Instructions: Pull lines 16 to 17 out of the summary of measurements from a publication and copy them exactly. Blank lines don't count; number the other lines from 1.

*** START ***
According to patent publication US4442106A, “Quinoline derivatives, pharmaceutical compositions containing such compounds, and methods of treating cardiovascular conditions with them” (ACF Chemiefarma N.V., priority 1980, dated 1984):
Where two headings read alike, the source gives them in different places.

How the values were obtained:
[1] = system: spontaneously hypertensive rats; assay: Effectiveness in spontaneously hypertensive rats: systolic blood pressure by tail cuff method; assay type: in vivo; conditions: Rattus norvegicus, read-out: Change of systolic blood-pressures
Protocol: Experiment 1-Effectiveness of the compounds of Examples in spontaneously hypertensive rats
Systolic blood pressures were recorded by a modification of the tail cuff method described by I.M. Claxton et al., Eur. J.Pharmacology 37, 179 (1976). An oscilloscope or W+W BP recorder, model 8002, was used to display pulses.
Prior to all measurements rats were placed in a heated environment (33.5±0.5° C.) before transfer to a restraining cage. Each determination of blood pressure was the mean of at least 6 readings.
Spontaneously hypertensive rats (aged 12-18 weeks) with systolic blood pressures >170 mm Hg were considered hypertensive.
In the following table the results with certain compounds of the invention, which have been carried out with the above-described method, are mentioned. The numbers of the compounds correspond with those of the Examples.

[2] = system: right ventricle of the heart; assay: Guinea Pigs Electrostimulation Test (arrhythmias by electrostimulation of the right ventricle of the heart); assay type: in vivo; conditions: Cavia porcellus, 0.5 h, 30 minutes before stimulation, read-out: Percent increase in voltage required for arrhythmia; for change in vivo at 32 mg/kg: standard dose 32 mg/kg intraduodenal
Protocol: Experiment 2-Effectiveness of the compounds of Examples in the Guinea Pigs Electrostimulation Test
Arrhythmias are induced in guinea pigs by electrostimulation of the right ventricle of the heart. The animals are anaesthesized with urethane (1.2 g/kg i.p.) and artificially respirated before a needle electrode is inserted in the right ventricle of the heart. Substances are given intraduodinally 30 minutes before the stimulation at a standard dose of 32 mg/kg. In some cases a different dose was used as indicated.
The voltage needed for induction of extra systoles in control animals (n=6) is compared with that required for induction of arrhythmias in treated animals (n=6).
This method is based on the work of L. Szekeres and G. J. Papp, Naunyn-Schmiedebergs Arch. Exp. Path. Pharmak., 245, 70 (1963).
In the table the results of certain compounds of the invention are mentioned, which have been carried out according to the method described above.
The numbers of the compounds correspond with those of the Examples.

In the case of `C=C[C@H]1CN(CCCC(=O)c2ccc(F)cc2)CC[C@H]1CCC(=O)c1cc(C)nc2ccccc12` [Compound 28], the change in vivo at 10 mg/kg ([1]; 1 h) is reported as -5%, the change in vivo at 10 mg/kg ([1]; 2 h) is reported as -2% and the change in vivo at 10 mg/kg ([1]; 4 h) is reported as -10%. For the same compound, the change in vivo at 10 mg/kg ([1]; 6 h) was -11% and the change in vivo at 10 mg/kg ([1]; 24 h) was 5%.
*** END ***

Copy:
The numbers of the compounds correspond with those of the Examples.

In the case of `C=C[C@H]1CN(CCCC(=O)c2ccc(F)cc2)CC[C@H]1CCC(=O)c1cc(C)nc2ccccc12` [Compound 28], the change in vivo at 10 mg/kg ([1]; 1 h) is reported as -5%, the change in vivo at 10 mg/kg ([1]; 2 h) is reported as -2% and the change in vivo at 10 mg/kg ([1]; 4 h) is reported as -10%. For the same compound, the change in vivo at 10 mg/kg ([1]; 6 h) was -11% and the change in vivo at 10 mg/kg ([1]; 24 h) was 5%.